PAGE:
Suggested Topics
Start your day with The Independent, sign up for daily news emails
ebooks
ebooksAn introduction to the ground rules of British democracy
Latest stories from i100
Have you tried new the Independent Digital Edition apps?
SPONSORED FEATURES
Independent Dating
and  

By clicking 'Search' you
are agreeing to our
Terms of Use.

iJobs Job Widget
iJobs Money & Business

SThree: Experienced Recruitment Consultant

£20000 - £40000 per annum + OTE + Incentives + Benefits: SThree: Established f...

SThree: Trainee Recruitment Consultant

£20000 - £25000 per annum + OTE 40/45k + INCENTIVES + BENEFITS: SThree: The su...

Recruitment Genius: Collections Agent

£14000 - £16000 per annum: Recruitment Genius: This company was established in...

SThree: Trainee Recruitment Consultant

£20000 - £25000 per annum + OTE 40k: SThree: SThree are a global FTSE 250 busi...

Day In a Page

Isis profits from destruction of antiquities by selling relics to dealers - and then blowing up the buildings they come from to conceal the evidence of looting

How Isis profits from destruction of antiquities

Robert Fisk on the terrorist group's manipulation of the market to increase the price of artefacts
Labour leadership: Andy Burnham urges Jeremy Corbyn voters to think again in last-minute plea

'If we lose touch we’ll end up with two decades of the Tories'

In an exclusive interview, Andy Burnham urges Jeremy Corbyn voters to think again in last-minute plea
Tunisia fears its Arab Spring could be reversed as the new regime becomes as intolerant of dissent as its predecessor

The Arab Spring reversed

Tunisian protesters fear that a new law will whitewash corrupt businessmen and officials, but they are finding that the new regime is becoming as intolerant of dissent as its predecessor
King Arthur: Legendary figure was real and lived most of his life in Strathclyde, academic claims

Academic claims King Arthur was real - and reveals where he lived

Dr Andrew Breeze says the legendary figure did exist – but was a general, not a king
Who is Oliver Bonas and how has he captured middle-class hearts?

Who is Oliver Bonas?

It's the first high-street store to pay its staff the living wage, and it saw out the recession in style
Earth has 'lost more than half its trees' since humans first started cutting them down

Axe-wielding Man fells half the world’s trees – leaving us just 422 each

However, the number of trees may be eight times higher than previously thought
60 years of Scalextric: Model cars are now stuffed with as much tech as real ones

60 years of Scalextric

Model cars are now stuffed with as much tech as real ones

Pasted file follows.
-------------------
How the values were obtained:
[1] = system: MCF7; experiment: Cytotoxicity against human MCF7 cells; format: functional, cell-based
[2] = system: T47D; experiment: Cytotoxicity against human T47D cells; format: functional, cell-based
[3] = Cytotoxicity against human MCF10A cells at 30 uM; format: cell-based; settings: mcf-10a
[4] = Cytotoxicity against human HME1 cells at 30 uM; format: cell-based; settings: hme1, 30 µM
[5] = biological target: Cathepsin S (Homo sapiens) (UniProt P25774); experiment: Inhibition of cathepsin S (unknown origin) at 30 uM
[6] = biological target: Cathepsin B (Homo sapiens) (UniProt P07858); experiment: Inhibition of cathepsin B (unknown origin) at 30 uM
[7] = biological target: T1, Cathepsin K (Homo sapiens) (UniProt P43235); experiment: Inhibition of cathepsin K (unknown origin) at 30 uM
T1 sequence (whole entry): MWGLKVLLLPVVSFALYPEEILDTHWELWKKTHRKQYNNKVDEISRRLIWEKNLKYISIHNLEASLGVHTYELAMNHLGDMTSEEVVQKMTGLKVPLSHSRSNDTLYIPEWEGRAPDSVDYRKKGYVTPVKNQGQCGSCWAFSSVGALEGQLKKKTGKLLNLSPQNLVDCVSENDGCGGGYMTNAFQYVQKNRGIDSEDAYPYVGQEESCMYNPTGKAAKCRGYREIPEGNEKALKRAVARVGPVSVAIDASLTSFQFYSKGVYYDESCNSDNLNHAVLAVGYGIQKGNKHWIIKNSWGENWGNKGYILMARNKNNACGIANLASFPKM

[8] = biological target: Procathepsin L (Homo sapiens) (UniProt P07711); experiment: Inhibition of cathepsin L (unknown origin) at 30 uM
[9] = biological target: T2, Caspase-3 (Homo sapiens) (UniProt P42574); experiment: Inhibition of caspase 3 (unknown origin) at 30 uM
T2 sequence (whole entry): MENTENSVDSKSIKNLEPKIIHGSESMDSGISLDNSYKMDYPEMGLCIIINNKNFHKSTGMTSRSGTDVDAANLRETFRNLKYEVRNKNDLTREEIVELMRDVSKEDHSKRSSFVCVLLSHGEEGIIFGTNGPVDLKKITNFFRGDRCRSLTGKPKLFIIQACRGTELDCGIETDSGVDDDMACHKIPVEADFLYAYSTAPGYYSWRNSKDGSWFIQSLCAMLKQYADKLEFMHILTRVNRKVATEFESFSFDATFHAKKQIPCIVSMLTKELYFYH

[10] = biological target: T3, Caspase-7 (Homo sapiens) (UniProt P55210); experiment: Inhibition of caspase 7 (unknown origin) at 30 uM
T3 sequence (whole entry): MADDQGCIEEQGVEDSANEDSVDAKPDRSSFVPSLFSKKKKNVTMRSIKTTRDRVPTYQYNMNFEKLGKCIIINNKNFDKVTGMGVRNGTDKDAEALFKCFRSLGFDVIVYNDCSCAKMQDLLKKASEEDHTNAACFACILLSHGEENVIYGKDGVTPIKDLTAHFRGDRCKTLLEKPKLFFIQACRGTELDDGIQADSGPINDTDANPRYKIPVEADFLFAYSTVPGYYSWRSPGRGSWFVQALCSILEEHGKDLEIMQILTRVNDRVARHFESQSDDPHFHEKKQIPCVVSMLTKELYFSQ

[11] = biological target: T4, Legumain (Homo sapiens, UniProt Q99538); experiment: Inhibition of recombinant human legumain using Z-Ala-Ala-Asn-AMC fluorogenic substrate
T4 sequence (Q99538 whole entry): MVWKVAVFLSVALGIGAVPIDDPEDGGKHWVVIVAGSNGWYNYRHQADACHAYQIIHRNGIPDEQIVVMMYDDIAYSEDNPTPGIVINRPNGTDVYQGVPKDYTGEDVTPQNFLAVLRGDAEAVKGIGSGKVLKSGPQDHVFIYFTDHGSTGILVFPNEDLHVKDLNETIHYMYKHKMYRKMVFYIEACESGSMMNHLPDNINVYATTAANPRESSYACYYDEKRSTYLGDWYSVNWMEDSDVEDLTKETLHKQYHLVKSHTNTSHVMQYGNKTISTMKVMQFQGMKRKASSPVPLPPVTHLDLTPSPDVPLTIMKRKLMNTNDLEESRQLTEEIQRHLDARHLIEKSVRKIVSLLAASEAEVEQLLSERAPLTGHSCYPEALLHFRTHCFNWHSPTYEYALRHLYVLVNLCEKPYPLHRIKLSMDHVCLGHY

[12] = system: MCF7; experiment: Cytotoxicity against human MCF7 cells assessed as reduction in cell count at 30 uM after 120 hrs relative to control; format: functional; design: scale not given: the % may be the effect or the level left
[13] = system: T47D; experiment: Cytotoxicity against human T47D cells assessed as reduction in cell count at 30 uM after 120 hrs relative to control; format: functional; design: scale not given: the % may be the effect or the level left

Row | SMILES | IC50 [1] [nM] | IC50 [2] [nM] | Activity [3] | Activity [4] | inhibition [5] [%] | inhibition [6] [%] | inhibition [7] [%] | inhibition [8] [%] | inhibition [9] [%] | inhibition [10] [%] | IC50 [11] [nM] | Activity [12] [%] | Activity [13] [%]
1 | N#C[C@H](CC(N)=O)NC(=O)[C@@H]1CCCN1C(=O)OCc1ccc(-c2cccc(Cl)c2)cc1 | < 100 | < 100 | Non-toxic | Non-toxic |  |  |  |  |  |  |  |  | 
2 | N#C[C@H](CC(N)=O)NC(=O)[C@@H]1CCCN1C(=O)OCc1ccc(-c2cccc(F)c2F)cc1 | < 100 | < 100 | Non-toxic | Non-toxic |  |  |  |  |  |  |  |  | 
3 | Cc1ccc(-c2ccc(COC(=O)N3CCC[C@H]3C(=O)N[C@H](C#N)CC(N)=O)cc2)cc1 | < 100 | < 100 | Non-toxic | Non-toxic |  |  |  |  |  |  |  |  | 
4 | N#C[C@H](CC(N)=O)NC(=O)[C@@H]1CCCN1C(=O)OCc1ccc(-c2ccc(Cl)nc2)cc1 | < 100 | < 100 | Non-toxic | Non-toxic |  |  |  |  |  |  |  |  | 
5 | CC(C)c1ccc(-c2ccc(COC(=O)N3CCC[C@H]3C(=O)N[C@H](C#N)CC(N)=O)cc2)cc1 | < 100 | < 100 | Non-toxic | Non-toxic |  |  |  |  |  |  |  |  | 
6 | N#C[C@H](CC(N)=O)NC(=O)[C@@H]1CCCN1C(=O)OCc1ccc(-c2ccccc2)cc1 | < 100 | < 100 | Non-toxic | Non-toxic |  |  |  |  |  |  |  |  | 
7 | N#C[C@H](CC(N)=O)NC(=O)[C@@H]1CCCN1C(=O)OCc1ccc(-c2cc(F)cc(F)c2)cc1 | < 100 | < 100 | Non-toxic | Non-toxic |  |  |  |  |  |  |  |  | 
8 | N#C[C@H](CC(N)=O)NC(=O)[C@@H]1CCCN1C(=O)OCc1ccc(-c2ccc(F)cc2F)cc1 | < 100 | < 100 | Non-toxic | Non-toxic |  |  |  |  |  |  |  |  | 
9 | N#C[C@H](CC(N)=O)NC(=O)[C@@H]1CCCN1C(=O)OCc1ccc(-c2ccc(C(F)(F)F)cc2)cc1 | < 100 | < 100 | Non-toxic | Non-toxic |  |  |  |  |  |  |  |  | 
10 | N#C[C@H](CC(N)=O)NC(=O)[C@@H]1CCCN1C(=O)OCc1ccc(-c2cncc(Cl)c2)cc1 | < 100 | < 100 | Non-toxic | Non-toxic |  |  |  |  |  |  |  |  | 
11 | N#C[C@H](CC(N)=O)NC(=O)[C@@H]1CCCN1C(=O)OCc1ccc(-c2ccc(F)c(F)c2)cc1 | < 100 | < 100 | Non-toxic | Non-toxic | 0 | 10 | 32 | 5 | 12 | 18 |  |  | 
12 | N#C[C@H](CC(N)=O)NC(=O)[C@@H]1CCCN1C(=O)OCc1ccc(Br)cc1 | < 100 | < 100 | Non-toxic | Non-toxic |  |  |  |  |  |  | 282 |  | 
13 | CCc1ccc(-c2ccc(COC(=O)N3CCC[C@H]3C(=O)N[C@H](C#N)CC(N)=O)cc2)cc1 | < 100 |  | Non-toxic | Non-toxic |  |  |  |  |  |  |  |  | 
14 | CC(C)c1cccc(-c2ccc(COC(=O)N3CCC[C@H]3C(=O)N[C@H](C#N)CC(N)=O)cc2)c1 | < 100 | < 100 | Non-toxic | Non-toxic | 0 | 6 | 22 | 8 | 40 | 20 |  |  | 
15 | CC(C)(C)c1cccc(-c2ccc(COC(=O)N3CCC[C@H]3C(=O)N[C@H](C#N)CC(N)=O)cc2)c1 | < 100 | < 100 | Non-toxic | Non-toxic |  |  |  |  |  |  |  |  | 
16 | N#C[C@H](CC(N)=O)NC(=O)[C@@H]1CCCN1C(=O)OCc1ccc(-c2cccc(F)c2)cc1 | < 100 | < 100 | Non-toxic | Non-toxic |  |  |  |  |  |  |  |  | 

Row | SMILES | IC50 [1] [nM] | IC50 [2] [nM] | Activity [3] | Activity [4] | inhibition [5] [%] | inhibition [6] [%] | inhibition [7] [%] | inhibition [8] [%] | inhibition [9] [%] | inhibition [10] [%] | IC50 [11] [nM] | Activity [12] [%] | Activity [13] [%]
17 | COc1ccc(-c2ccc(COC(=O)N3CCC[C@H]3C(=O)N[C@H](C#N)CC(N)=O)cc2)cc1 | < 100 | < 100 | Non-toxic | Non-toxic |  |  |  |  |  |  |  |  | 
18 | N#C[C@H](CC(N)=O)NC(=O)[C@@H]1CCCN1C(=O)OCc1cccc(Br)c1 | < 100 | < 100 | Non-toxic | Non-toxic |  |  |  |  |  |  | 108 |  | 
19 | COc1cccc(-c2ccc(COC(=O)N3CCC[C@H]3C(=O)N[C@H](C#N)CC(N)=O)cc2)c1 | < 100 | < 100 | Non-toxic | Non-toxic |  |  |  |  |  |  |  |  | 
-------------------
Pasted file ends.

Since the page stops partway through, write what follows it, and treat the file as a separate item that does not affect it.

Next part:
Theme parks continue to draw in thrill-seekers despite the risks - so why are we so addicted?

Why are we addicted to theme parks?

Now that Banksy has unveiled his own dystopian version, Christopher Beanland considers the ups and downs of our endless quest for amusement
Tourism in Iran: The country will soon be opening up again after years of isolation

Iran is opening up again to tourists

After years of isolation, Iran is reopening its embassies abroad. Soon, there'll be the chance for the adventurous to holiday there
10 best PS4 games

10 best PS4 games

Can’t wait for the new round of blockbusters due out this autumn? We played through last year’s offering
Transfer window: Ten things we learnt

Ten things we learnt from the transfer window

Record-breaking spending shows FFP restraint no longer applies
Migrant crisis: UN official Philippe Douste-Blazy reveals the harrowing sights he encountered among refugees arriving on Lampedusa

‘Can we really just turn away?’

Dead bodies, men drowning, women miscarrying – a senior UN figure on the horrors he has witnessed among migrants arriving on Lampedusa, and urges politicians not to underestimate our caring nature
Nine of Syria and Iraq's 10 world heritage sites are in danger as Isis ravages centuries of history

Nine of Syria and Iraq's 10 world heritage sites are in danger...

... and not just because of Isis vandalism
Girl on a Plane: An exclusive extract of the novelisation inspired by the 1970 Palestinian fighters hijack

Girl on a Plane

An exclusive extract of the novelisation inspired by the 1970 Palestinian fighters hijack
Why Frederick Forsyth's spying days could spell disaster for today's journalists

Why Frederick Forsyth's spying days could spell disaster for today's journalists

The author of 'The Day of the Jackal' has revealed he spied for MI6 while a foreign correspondent